All week long the weather folks had predicted a perfect spring day on the horizon, so I cleared my calendar, packed a snack and some water along with my binoculars and sketchbook and prepared to drive off shortly after dawn the next day. I slept and dreamt of wandering, then woke and hit the road.
As most of you probably know, getting from here to there is fraught with utility trucks, construction cones and tree cutting crews just about everywhere right now. After I’d done my fair share of waiting in lines I finally reached my destination. I stepped out of the car in a parking lot next to a fairly busy road filled with morning commuting landscapers and builders and into the woods, where the noise of the road was quickly left behind.
In its place was the insistent calling of red-winged blackbirds and grackles. Up the path a bit some blue jays were conversing and overhead a small flock of crows was having a loud discussion that didn’t sound overly friendly. There was a phoebe calling his old man, scratchy voice “feeebeeee” song, a few nuthatches and woodpeckers chiming in and a robin singing from high up in a pine tree. The sounds of birdsong were actually more discordant than symphonic, but they were still better than screeching tires on the road or yapping heads on TV. I turned the ringer off on my phone and continued on my way.
There’s something magical in early morning light. It comes in low and golden and flows around and onto every branch, every blade of grass. It can light up a newly yellow goldfinch like a lightbulb as he sings his heart out high on a bare branch and turn a mossy bank into a delightful, invitingly soft carpet, just begging for company.
It’s still April so the air was crisp but fresh smelling and clear. There were still more tired grasses and leaves than new ones but everywhere I turned there were signs of growth, renewal and hope. After a week of bad news full of illness and death and disagreements, I needed that reminder of newness, freshness, and harmony.
Migrant songbirds have been trickling in and pine warblers were singing their familiar trilling songs above my head while deep in a thorny thicket a lone towhee called, reminding me over and over to drink my tea. The towhee was a first of the season bird for me but later on the same walk I saw two more, both males, probably newly arrived overnight.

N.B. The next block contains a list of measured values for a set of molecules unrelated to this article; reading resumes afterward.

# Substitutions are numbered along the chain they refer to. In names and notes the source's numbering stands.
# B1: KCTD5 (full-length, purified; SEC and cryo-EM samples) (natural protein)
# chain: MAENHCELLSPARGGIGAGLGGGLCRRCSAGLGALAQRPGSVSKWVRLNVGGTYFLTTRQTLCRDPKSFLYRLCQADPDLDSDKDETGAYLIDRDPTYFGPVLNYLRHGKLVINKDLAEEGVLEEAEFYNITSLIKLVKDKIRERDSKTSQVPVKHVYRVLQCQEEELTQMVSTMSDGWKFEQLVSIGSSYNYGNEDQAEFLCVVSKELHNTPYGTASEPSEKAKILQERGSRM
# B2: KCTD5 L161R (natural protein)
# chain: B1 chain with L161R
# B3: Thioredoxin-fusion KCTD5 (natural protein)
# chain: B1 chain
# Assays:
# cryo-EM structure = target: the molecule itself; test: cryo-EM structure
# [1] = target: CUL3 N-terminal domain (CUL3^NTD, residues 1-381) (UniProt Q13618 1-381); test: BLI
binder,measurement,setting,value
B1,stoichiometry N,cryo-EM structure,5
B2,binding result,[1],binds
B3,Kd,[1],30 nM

There’s a marshy, boggy area in this beautiful place and the old shrubs and trees are covered with old man’s beard lichen. In the soft morning light, the green shone against the gray branches, well coordinated with the greening gold of the grasses beneath. The water was a deep blue, shadowed with brown, and as I stood quietly, slowing my breathing, I saw what I was looking for. A pair of wood ducks flew in and landed with a quiet splash. It was only a quick glance, for these lovely birds are extremely private when they want to be, and they floated in the sun for only a minute or two before slipping under the overhanging branches, disappearing from sight. I would later see several more wood ducks as I made my way through other boggy areas, an extra treat for rising early and getting outdoors.
I eventually made my way to the fish ladder, recently restored by the two towns that this lake or pond (depending on who you talk to) borders. Each town claims half, and it is a site known well for centuries by indigenous people, their descendants still boating, fishing, and hunting in this mostly pristine area. It was between tides, not the best time to see the herring “run,” but the pools below the ladder were full of hundreds of healthy fish, twisting and turning as they swam and sparkled silver in early morning light. Seeing herring making their annual pilgrimage to lay eggs always strikes me as a fortuitous thing to witness. It is as if time stops for a few minutes. I am deeply aware that I am seeing what people have seen for thousands of years. The fish are different, as I am from the ancestors who stood here so long ago, but we are also the same. It is an interesting moment in a time and space continuum, and I can get totally lost in that thought.
An osprey flies so close to the top of my head, I duck. It is coming in low and grabs a fish right out of the pool, just feet away from me before lifting up again, flapping its strong wings as it rises, turning the fish in its talons and flying off over the trees, dripping luminescent drops of water behind it.
I sit in the sun on a bench conveniently placed for observers of the migrating herring, alone, watching cormorants float on the pond, waiting for the herring to start swimming over the edge of the ladder into the larger body of water. Red-winged blackbirds sing and a flicker calls from off to one side. More ospreys come. A great blue heron “gronks” and lands not far from me.
I don’t say a word or do anything at all. I just sit very still and take it all in. For just a few minutes, I am completely at peace, one with a world as old as time.